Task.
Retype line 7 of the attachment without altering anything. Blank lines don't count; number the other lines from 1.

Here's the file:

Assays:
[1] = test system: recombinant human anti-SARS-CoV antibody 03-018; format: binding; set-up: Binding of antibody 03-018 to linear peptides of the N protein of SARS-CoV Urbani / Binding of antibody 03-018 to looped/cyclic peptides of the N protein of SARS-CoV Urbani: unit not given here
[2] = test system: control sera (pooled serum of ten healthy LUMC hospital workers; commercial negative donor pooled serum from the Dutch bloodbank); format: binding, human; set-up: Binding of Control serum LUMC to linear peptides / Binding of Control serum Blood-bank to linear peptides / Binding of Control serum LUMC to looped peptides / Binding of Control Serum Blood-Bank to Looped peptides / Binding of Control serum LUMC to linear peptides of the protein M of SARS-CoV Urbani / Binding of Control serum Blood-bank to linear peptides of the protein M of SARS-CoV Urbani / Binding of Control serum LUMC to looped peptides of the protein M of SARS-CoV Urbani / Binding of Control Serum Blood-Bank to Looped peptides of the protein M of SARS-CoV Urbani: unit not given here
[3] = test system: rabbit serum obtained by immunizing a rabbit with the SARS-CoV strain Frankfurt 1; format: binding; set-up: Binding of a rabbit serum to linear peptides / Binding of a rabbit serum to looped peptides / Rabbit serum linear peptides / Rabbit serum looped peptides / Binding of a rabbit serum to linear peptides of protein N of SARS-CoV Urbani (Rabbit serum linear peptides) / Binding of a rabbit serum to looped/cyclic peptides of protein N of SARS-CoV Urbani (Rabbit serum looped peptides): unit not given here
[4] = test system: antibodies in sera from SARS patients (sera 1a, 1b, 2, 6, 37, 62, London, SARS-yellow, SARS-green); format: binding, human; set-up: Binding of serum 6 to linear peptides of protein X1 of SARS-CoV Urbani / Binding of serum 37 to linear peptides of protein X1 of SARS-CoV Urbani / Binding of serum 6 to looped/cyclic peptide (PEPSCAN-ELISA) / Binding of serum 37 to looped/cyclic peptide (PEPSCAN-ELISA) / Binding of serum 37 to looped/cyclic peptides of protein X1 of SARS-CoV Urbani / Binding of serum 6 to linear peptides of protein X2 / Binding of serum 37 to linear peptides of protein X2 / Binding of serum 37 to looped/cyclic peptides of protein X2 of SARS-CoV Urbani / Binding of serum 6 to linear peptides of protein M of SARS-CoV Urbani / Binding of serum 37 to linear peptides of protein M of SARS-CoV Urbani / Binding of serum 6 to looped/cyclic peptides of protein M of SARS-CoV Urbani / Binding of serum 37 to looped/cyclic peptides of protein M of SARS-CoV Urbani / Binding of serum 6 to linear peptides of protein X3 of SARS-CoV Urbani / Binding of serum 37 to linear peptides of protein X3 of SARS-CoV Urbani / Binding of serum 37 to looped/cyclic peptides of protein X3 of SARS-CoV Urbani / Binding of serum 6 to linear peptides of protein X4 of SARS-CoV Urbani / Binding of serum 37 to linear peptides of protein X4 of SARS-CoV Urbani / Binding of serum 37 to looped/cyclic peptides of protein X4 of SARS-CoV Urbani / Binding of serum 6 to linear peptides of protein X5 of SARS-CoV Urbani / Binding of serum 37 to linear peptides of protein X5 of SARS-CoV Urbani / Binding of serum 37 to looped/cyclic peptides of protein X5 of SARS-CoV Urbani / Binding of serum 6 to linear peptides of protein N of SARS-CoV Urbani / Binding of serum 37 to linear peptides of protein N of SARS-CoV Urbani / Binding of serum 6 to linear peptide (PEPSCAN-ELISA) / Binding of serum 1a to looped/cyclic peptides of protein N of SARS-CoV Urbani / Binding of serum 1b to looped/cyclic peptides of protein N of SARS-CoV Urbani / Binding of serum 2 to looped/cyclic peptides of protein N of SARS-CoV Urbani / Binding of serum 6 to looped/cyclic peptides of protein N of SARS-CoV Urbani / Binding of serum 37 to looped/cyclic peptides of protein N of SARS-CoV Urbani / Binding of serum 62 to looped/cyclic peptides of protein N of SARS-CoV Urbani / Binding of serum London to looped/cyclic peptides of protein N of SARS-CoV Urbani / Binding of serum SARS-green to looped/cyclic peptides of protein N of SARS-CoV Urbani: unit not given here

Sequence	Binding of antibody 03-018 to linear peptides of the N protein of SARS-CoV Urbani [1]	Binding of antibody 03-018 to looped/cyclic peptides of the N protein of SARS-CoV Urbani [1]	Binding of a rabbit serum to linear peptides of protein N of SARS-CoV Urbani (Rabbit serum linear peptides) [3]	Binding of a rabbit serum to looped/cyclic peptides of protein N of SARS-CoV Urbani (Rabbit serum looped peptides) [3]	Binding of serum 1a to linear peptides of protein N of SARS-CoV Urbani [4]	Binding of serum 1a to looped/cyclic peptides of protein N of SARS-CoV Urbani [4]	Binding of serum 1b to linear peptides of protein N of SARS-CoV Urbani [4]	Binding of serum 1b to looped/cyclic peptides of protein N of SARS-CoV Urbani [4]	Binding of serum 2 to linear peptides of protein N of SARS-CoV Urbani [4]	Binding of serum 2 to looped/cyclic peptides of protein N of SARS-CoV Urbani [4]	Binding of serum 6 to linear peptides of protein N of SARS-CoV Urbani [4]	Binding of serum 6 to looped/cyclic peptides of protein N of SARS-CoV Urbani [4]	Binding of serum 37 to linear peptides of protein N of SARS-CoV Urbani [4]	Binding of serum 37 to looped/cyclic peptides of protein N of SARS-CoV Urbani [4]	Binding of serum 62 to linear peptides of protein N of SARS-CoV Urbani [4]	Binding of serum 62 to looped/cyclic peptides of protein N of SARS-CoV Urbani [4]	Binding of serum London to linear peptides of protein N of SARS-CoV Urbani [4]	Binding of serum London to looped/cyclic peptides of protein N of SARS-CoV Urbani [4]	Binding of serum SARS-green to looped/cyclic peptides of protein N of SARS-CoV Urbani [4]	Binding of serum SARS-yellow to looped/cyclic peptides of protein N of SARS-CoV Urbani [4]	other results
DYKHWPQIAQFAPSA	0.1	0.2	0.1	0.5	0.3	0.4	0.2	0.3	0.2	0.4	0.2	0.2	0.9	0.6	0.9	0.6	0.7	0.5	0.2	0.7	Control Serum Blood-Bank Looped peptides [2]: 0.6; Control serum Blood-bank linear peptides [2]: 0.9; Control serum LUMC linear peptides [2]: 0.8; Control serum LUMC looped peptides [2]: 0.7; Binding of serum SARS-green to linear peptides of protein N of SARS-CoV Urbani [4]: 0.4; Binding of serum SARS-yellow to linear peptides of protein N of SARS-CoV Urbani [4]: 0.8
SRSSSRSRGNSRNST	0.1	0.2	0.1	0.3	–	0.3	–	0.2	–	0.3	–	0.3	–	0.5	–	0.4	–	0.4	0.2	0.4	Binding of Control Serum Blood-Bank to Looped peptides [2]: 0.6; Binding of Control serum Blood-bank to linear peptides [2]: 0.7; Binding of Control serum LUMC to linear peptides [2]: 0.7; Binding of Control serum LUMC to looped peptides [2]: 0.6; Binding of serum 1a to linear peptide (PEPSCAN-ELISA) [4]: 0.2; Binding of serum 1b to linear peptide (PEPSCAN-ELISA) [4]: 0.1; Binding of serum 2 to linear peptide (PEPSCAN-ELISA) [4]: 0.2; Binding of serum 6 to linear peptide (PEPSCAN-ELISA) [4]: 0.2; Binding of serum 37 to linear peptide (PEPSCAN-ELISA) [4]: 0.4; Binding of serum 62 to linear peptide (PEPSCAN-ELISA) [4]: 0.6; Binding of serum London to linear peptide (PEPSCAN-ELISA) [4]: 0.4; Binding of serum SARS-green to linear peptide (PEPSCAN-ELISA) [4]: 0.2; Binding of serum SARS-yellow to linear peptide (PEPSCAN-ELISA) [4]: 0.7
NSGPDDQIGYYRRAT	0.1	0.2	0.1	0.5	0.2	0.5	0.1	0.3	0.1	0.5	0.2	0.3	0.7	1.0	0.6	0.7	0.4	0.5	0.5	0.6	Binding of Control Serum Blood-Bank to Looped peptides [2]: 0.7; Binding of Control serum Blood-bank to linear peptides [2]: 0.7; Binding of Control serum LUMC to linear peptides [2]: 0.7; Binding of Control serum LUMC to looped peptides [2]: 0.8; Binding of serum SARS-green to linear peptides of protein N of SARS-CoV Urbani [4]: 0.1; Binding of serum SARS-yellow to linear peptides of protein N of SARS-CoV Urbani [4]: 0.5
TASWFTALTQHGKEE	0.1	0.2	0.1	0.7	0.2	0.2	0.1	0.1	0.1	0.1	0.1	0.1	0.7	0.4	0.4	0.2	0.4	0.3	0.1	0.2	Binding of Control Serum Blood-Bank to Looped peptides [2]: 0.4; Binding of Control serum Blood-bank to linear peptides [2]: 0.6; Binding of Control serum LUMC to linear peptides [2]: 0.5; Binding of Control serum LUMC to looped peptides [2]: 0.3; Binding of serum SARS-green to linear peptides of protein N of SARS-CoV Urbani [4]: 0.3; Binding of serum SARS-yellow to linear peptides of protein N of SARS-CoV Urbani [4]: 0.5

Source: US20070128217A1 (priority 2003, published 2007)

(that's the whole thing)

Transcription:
DYKHWPQIAQFAPSA	0.1	0.2	0.1	0.5	0.3	0.4	0.2	0.3	0.2	0.4	0.2	0.2	0.9	0.6	0.9	0.6	0.7	0.5	0.2	0.7	Control Serum Blood-Bank Looped peptides [2]: 0.6; Control serum Blood-bank linear peptides [2]: 0.9; Control serum LUMC linear peptides [2]: 0.8; Control serum LUMC looped peptides [2]: 0.7; Binding of serum SARS-green to linear peptides of protein N of SARS-CoV Urbani [4]: 0.4; Binding of serum SARS-yellow to linear peptides of protein N of SARS-CoV Urbani [4]: 0.8